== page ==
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The full Strawberry Moon, the last supermoon of 2021, rises tonight! Here’s what to expect

Space logo Space 6/24/2021 Samantha Mathewson
The full moon of June, also known as the Strawberry Moon, looms above Earth's horizon in this photo taken by an astronaut at the International Space Station. The image was captured on June 17 as the space station was orbiting 254 miles (409 kilometers) above the Pacific Ocean northeast of Guam. © Provided by Space The full moon of June, also known as the Strawberry Moon, looms above Earth's horizon in this photo taken by an astronaut at the International Space Station. The image was captured on June 17 as the space station was orbiting 254 miles (409 kilometers) above the Pacific Ocean northeast of Guam.

The first full moon of summer 2021, also known as the Strawberry Moon, rises tonight (June 24), marking the last supermoon of the year. 

June’s full moon arrives Thursday (June 24) at 2:40 p.m. EDT (1940 GMT). Technically, the moon will officially be full before it appears above the horizon, as the full moon rises in the eastern sky at 8:53 p.m. EDT (0053 Friday GMT). The moon will appear full for about three days, starting early Wednesday (June 23) morning through early Saturday (June 26) morning, according to a statement from NASA

Tonight’s full moon is also a supermoon, which occurs when the moon is at its closest point to Earth in its orbit, also known as perigee. In turn, the moon will look slightly bigger and brighter since it's closer to the Earth than usual. June’s Strawberry Moon is the second and last supermoon of the year. 

Related: June full moon 2021: See the 'Strawberry supermoon' shine

This year's Strawberry Moon closely follows the summer solstice, which occurred Sunday (June 20), marking the official start of summer. During the summer solstice of 2021, the sun was  at its highest and northernmost point in the sky of the year. As a result, full moons that occur near the summer solstice are lower in the sky because the moon is exactly opposite the sun during its full phase. In turn, the moon's low trajectory takes it through the lowest part of the atmosphere, giving the moon its reddish or amber-colored appearance. 


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June's full moon is often referred to as the Strawberry Moon because it falls during the strawberry harvesting season in the northeastern U.S. Similarly, June's full moon has also been called the Rose Moon because it occurs around the time roses bloom.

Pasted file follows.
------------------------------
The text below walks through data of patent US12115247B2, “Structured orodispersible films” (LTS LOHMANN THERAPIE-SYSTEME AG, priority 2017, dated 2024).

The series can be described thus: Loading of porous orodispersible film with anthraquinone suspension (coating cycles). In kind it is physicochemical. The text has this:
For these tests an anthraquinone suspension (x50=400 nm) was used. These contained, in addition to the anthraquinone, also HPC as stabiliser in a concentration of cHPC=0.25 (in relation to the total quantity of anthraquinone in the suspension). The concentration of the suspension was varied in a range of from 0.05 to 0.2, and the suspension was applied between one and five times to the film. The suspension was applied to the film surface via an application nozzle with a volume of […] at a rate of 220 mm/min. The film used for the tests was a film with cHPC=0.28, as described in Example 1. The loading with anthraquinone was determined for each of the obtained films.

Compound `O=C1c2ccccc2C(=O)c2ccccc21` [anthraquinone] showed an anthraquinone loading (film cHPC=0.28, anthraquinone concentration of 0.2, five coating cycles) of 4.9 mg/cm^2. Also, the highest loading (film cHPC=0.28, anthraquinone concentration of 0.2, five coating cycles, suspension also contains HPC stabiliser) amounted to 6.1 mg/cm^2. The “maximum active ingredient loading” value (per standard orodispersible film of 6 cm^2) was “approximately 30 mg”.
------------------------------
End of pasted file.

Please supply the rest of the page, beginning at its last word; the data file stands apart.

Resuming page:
However, this month's full moon has also gone by several other names, including Mead Moon, Honey Moon, Flower Moon, Hot Moon, Hoe Moon, and the Planting Moon, all of which stem from European or Native American origin and represent various milestones of the summer season, according to NASA. 

The nicknames Mead Moon or Honey Moon represent the time in June when honey is ready for harvesting. Mead, or honey wine, is a drink created by fermenting honey mixed with water and sometimes with fruits, spices, grains or hops. Rising around the time honey is harvested, the June full moon is often considered the "sweetest" moon of the year. Subsequently, the term "honeymoon" can be traced back to the tradition of marrying in June and the joyfulness of the first month of marriage. 

Adding to the moon's list of monikers, a tribe community from the mid-Atlantic region of the U.S. calls the June full moon the LRO Moon, in honor of NASA's Lunar Reconnaissance Orbiter, which launched toward the moon on June 18, 2009 and is still operating today. 

To celebrate tonight's full moon, Krispy Kreme released a new strawberry-themed doughnut today (June 24). The doughnut is filled with strawberry Kreme, dipped in strawberries and Kreme icing, and topped with graham crackers representing “moon dust." 

The Strawberry Supermoon doughnut is Krispy Kreme's latest space-themed treat, following the Mars doughnut, which was released earlier this year to celebrate the landing of NASA's Perseverance rover in February. 

Editor's note: If you have an amazing night sky photo or video that you'd like to share for a possible story or image gallery, please contact editor in chief Tariq Malik at spacephotos@space.com.

Follow Samantha Mathewson @Sam_Ashley13. Follow us on Twitter @Spacedotcom and on Facebook 

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